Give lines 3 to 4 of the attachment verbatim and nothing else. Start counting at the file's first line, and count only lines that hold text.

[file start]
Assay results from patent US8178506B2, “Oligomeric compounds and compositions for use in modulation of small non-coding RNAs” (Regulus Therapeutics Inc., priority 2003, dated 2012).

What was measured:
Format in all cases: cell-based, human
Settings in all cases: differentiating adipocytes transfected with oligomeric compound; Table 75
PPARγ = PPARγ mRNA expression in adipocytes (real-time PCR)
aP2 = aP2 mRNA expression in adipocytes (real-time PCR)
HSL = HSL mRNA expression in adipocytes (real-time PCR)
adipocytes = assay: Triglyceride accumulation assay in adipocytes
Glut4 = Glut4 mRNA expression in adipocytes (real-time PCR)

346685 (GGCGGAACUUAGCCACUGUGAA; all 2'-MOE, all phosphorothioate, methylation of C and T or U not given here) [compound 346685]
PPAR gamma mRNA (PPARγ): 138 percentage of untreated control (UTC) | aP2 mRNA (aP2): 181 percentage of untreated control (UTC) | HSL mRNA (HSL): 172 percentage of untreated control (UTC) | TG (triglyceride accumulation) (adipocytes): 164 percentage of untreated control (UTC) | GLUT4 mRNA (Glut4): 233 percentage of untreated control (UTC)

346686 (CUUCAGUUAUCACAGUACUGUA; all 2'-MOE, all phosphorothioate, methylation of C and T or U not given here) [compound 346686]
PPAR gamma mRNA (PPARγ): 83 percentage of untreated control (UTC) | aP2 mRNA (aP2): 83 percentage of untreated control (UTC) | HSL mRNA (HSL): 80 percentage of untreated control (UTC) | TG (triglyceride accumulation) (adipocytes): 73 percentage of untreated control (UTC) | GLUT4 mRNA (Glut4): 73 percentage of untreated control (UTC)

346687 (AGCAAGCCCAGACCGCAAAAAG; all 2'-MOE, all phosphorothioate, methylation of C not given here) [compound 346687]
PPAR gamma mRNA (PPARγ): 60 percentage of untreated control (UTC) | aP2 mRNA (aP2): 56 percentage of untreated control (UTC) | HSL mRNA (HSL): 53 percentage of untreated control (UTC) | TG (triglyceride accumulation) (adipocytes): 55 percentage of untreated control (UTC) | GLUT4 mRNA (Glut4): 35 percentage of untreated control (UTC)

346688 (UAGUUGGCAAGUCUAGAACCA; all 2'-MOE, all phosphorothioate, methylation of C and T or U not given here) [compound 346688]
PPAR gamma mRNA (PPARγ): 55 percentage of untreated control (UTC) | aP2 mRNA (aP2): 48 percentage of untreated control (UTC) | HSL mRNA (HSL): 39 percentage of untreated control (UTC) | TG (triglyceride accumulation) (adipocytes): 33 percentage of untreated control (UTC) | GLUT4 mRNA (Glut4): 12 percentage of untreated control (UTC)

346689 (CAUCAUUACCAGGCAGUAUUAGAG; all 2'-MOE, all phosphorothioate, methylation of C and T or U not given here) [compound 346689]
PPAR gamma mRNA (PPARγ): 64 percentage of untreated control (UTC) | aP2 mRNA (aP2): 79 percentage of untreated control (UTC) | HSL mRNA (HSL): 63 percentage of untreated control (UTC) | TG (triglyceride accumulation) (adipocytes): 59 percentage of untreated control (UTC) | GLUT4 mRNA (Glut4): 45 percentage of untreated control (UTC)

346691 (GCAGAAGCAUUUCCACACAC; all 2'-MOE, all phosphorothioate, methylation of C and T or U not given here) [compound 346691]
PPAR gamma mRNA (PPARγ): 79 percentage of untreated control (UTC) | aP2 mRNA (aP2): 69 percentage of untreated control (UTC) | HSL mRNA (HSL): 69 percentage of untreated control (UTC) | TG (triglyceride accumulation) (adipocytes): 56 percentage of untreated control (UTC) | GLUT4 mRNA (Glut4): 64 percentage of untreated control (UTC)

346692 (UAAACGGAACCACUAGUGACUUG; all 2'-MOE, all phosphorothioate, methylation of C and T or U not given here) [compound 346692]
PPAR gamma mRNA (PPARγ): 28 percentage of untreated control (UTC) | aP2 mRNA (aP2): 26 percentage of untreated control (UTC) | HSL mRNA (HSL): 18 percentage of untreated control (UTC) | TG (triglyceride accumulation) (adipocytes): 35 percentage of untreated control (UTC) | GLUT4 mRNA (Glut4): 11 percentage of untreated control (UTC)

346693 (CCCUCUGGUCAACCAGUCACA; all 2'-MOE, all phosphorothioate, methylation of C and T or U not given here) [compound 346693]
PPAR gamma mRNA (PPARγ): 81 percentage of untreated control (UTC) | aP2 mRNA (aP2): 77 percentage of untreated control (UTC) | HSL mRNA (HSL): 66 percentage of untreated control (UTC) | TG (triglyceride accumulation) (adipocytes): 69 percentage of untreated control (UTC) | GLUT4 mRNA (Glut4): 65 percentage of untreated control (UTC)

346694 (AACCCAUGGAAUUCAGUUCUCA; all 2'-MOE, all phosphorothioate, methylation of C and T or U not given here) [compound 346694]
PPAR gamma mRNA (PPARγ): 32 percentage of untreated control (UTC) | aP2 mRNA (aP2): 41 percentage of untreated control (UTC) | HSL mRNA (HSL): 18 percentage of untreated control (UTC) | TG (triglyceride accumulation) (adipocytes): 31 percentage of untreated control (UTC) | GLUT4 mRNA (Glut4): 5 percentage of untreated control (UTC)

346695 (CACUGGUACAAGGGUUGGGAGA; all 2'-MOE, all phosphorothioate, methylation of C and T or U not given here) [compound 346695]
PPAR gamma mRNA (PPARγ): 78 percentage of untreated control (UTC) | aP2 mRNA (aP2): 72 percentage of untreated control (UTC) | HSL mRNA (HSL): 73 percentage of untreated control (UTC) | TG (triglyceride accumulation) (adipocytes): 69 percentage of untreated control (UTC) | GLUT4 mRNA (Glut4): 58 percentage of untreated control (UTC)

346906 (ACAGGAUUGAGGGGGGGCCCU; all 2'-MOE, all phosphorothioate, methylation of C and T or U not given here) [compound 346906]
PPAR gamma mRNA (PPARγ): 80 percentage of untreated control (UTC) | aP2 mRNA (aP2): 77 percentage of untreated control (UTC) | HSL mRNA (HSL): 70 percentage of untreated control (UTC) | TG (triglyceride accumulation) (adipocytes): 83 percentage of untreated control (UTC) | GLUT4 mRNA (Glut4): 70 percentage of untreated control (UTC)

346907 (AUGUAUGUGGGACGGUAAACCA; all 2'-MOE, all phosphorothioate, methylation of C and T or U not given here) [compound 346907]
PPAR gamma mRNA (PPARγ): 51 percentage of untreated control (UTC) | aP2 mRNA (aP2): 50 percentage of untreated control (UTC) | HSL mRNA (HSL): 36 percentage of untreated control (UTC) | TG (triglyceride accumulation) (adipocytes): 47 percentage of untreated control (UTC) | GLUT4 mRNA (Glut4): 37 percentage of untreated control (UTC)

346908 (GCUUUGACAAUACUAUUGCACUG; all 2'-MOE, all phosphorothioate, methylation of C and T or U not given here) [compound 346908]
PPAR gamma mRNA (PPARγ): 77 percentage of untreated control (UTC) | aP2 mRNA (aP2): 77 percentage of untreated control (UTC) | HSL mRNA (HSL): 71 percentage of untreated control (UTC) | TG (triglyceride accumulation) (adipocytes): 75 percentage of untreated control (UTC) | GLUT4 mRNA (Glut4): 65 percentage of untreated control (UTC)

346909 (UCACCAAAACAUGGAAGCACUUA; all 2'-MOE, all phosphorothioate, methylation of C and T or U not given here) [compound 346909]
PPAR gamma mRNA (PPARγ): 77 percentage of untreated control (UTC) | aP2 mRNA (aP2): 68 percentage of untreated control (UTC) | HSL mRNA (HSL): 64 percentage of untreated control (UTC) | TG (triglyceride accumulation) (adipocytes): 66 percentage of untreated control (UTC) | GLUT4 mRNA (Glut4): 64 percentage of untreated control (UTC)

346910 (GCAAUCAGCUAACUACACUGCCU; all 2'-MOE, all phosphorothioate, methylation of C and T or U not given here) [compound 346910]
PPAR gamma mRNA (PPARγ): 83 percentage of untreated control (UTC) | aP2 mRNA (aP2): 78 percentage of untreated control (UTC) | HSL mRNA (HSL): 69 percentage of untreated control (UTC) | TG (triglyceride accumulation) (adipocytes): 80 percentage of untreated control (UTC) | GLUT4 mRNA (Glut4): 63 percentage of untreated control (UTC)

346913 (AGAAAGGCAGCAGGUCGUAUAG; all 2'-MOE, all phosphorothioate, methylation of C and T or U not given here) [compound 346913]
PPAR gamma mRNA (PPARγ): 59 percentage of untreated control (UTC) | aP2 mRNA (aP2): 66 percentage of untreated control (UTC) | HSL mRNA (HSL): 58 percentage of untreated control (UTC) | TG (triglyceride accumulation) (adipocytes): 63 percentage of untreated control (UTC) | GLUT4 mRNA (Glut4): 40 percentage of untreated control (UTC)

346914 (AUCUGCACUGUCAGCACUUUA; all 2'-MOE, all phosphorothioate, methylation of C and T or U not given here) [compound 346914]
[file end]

Format in all cases: cell-based, human
Settings in all cases: differentiating adipocytes transfected with oligomeric compound; Table 75